Emission Mechanism of AlN Deep-Ultraviolet Light-Emitting Diode
Yoshitaka Taniyasu and Makoto Kasu
Materials Science Laboratory
Aluminum nitride (AlN) is a direct-bandgap semiconductor with a bandgap energy of 6 eV, the largest among semiconductors. Therefore, AlN is a promising material for deep-ultraviolet (deep-UV) light-emitting devices with an ultrashort wavelength. Previously, we achieved both n-type and p-type doping in AlN and fabricated an AlN p-n junction light-emitting diode (LED) with near-band-edge electroluminescence (EL) at a wavelength of 210 nm, the shortest ever reported for any kind of LED . Here we identify the origin of the near-band-edge emission and propose a high-efficiency LED structure based on the unique characteristic that the emission intensity largely changes depending on the crystal planes of its surface.
First, a C-plane AlN p-n junction LED structure was grown on C-plane SiC substrate by metalorganic vapor phase epitaxy. By increasing the NH3 flow rate, the hole concentration in the p-type AlN was increased because of the suppressed formation of N vacancies, which act as compensating donors. As a result, the LED external quantum efficiency was increased from 8×10-6 to 1×10-4 % . As shown in Fig. 1, the near-band-edge emission was dominated by an exciton emission originating from the crystal-field split-off valence band (FXCH), but another exciton emission originating from heavy/light hole valence bands (FXHH/LH) was also observed. From the emission energies, considering residual strain, the crystal-field splitting energy ΔCR was determined to be -165 meV. Because of the negative ΔCR, the topmost valence band is the crystal-field split off valence band with a pZ-like state and then the near-band-edge emission polarizes for the electric field parallel to the c-axis (E||c). Consequently, the near-band-edge emission is weak from the C-plane but strong from the A-plane for AlN.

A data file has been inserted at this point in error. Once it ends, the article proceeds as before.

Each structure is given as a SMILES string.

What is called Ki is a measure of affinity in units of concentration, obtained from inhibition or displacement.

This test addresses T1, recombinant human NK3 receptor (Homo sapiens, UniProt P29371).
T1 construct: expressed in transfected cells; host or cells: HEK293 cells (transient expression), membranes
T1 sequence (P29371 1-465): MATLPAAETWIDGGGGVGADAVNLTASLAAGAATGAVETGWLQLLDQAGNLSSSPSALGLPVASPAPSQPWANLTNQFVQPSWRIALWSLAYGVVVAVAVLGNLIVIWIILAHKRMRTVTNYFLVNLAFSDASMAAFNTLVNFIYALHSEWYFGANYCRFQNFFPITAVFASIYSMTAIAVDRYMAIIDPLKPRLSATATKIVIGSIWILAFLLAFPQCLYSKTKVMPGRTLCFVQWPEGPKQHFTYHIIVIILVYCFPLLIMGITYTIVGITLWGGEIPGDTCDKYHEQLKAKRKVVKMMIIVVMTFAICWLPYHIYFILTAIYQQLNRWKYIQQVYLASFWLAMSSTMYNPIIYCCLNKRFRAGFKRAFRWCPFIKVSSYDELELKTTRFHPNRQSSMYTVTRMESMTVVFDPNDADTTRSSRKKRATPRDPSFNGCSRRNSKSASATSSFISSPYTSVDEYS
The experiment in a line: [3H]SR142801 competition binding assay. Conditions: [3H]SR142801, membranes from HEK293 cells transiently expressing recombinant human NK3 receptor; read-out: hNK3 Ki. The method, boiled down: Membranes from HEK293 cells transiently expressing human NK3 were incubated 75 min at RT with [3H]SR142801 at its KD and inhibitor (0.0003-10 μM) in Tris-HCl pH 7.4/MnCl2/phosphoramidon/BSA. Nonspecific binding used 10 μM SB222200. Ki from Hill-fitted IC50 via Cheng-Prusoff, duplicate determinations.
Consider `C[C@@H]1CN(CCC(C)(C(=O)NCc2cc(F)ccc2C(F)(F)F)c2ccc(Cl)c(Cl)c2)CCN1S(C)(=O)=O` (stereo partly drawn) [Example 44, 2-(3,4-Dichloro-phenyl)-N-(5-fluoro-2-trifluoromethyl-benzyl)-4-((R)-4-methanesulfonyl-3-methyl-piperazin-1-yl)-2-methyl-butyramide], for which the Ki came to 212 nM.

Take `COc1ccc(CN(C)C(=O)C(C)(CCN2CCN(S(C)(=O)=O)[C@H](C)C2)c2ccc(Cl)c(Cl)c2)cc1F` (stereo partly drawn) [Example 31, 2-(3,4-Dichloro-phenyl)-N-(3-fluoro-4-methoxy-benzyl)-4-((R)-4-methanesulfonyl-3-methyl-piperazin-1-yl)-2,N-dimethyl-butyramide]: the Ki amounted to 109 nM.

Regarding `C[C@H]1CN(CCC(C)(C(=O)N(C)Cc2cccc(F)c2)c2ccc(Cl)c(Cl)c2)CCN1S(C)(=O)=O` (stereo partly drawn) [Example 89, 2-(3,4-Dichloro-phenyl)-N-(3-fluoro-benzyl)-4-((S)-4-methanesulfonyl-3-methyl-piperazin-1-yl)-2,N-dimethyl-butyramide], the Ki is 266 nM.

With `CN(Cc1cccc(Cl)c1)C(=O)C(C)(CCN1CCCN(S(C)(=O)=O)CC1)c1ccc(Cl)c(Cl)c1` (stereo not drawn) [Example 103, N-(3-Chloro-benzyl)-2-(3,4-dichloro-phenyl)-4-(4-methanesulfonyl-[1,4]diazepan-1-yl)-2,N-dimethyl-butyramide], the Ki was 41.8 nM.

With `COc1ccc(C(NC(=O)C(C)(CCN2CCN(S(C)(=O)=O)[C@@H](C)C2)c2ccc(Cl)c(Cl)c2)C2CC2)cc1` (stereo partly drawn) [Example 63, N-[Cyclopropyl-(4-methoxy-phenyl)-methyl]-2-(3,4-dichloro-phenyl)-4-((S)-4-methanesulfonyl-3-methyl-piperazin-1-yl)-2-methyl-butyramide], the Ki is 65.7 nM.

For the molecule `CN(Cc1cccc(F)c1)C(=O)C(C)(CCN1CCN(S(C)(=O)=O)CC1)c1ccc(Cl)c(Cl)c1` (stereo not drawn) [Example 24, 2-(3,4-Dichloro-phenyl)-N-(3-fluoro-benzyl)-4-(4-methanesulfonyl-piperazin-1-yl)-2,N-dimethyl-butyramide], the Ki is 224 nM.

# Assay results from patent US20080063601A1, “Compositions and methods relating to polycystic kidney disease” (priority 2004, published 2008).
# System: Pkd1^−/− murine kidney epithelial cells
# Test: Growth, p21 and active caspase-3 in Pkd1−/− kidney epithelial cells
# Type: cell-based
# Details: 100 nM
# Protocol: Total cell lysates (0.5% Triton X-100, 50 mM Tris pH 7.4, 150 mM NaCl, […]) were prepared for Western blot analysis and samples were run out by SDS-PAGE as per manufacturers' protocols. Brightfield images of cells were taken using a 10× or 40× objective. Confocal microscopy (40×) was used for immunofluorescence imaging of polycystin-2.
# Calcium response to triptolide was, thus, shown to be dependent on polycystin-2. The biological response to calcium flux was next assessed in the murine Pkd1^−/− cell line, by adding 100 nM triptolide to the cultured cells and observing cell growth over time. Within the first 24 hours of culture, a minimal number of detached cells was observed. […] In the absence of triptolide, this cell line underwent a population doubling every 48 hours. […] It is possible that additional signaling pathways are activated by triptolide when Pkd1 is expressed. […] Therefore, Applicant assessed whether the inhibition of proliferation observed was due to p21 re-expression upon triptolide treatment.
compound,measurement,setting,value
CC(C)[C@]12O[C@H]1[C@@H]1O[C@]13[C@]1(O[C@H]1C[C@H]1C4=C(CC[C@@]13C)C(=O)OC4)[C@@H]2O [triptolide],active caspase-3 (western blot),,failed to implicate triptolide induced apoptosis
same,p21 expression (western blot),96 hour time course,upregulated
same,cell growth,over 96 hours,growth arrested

For nitride semiconductors, like AlN and GaN, the C-plane is preferable for high-quality growth and therefore a C-plane LED structure has been commonly fabricated. However, for AlN, because of the E||c polarization, an A-plane LED structure is desirable for enhancing the light extraction and improving the emission efficiency. We fabricated the A-plane LED structure by using A-plane SiC substrate and observed a near-band-edge emission at 210 nm . As shown in Fig. 2, the A-plane LED showed strong emission from the LED surface (θR = 0º), while the conventional C-plane LED showed weak emission. Thus, the A-plane LED is a promising structure for high-efficiency AlN deep-UV LED.
 Y. Taniyasu, M. Kasu, and T. Makimoto, Nature 441 (2006) 325.
 Y. Taniyasu and M. Kasu, Appl. Phys. Lett. 98 (2011) 131910.
 Y. Taniyasu and M. Kasu, Appl. Phys. Lett. 96 (2010) 221110.
Fig. 1. (a) Emission spectrum of AlN LED and
(b) optical transitions in AlN.
Fig. 2. Radiation patterns of A-plane and C-plane AlN LEDs.
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